IEC Comments on Supreme Beef Manure Management Plan

posted on Tuesday, March 2, 2021 in Water and Land News

The Iowa DNR hosted a virtual meeting Monday, March 1 to hear public comments on a  proposed Nutrient Management Plan for an expansion of the Supreme Beef, LLC cattle feedlot operation. Supreme Beef, LLC is proposing to expand its facility on the former Walz Energy site in Giard Township of Clayton County. In October, DNR approved the operation for up to 2,700 head of cattle. The new proposal is for 11,600 total head. 

Michael Schmidt, Staff Attorney for the Iowa Environmental Council, shared the following during the meeting: 

"We have several significant concerns about the NMP: it proposes over-application of manure, makes unfounded assumptions regarding manure nutrient content, does not list conservation practices, and will pose a threat to water quality in the region.

First, regarding over-application of manure, some of the soil phosphorus index calculations are incorrect. This is important because soil with a phosphorus index greater than 5 cannot receive manure (65.17(17)(f)). The calculation of the phosphorus index depends on accurately identifying the erosiveness of soil, based on soil type. Because the critical soil types were incorrectly identified, the index was inaccurate. Several proposed fields cannot receive manure application and the ability to expand depends on having those fields.

Second, the NMP assumes manure nutrient concentrations that are inconsistent with DNR tables and guidance from independent research. The NMP cites manure testing from a beef processing facility as the basis for its assumption. It is not clear from the NMP where the manure in the test came from, why it deviates significantly from all other guidance, or why that concentration would be more accurate.

Third, the Iowa Administrative Code requires listing conservation practices in the NMP to control pollutant runoff. (65.112(8)(e)(7)). The NMP made assumptions about conservation practices without identifying them. That does not meet the requirements of the rule.

Finally, the DNR has authority to evaluate open feedlots “with respect to potential adverse impacts on natural resources or the environment.” (65.103(5)) This site poses risks to water quality. Bloody Run Creek is an OIW and cold-water trout stream, on karst terrain, so excess nitrogen and phosphorus could cause significant harm to aquatic life. Beyond the sheer volume of manure produced, many of the proposed land application fields are distant from the facility – as far as 30 miles away – and it does not make economic sense to transport manure that far, especially with the claimed nutrient content. That means manure might be over-applied closer to the facility because landowners will refuse to pay for transport to more distant fields. DNR identified 19 feedlots within 8 miles of Supreme Beef, so expanding Supreme Beef to become such a large feedlot increases the cumulative risk of nutrient pollution.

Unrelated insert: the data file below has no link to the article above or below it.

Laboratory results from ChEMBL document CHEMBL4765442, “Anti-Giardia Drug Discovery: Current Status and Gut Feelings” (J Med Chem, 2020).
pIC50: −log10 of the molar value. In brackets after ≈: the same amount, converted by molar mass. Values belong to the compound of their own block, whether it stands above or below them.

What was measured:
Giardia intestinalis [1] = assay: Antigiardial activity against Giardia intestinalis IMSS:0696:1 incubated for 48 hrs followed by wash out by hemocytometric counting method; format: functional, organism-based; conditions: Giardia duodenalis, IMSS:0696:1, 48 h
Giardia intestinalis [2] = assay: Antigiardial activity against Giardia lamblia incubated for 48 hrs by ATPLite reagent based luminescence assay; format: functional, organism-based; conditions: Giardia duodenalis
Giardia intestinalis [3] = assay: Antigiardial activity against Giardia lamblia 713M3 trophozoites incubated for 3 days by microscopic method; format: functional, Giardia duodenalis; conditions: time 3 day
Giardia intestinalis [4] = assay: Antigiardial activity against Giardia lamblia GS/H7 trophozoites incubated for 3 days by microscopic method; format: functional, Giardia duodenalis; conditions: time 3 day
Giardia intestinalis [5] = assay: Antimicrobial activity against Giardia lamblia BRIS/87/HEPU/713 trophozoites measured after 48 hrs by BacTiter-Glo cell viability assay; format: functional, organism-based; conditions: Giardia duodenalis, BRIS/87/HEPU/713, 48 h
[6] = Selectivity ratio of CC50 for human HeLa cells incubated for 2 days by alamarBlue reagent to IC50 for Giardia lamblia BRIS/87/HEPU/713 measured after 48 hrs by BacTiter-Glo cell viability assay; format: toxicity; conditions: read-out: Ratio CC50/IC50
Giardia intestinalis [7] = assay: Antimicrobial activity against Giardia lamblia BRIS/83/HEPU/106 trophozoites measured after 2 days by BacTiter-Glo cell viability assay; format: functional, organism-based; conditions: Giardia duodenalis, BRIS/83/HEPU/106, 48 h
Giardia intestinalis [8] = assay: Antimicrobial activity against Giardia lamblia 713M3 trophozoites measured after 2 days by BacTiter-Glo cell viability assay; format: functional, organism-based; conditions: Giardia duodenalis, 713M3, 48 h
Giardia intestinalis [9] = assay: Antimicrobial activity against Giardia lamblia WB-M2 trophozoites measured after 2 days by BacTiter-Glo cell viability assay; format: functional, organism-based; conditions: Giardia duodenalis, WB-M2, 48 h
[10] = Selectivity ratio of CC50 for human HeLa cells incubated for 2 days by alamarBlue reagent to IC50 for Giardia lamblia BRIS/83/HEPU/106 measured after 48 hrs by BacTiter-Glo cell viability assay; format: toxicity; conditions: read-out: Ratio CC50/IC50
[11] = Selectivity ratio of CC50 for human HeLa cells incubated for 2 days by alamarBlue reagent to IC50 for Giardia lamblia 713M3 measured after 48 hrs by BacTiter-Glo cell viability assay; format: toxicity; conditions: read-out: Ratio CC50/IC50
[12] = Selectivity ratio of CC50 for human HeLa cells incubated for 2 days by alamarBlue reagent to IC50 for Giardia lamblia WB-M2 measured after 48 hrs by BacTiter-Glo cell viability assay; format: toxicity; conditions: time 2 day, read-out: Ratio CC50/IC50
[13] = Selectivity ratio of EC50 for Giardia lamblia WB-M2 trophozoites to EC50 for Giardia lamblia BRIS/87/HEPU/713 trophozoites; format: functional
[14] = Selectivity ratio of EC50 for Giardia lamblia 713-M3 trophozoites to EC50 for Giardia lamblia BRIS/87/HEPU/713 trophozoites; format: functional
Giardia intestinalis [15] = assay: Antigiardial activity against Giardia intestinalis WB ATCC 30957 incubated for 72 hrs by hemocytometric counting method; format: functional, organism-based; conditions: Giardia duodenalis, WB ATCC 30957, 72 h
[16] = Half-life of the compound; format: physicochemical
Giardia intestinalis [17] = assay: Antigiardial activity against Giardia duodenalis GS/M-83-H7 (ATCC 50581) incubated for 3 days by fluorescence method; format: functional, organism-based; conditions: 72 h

Each of these deficiencies independently provides a basis for DNR to disapprove the application because it does not comply with the requirements of the Iowa Administrative Code. IEC urges the DNR to disapprove the NMP. We will submit written comments detailing our objections."

The DNR will accept written comments until 4:30 p.m. on Monday, March 8, 2021. IEC will submit written comments, asking the DNR not approve the NMP because: 

  • The proposed expansion poses high risks to water quality. The open feedlot would be the largest in the region, on karst terrain that is highly susceptible to conveying water pollution. 
  • The open feedlot is in the watershed of an Outstanding Iowa Water – any overflows from the manure storage basin or manure applied to adjacent land could reach Bloody Run Creek. 
  • The Nutrient Management Plan assumes very low concentrations of nitrogen and phosphorus in the manure without justification. DNR’s standard figures of total nitrogen and phosphorus in manure are four to six times higher. If the concentration of nutrients is in fact diluted, more volume needs to be accounted for in the NMP. 

You are encouraged to share your concerns with the DNR by sending comments to by 4:30 p.m. on Monday, March 8.  

UPDATE: IEC submitted written comments on March 8. View those comments

About The Author

Michael Schmidt joined the Council in 2019 and works across IEC's program areas. He most recently worked as a staff attorney for the Minnesota Pollution Control Agency, where he focused on clean water and mining issues through enforcement, permitting, and rulemaking actions. He previously worked for the Minnesota Center for Environmental Advocacy, a state-based nonprofit, where he engaged in legal, legislative, and policy advocacy on water quality issues. He has a law degree from the University of Minnesota and a B.A. in political science from the University of Iowa.

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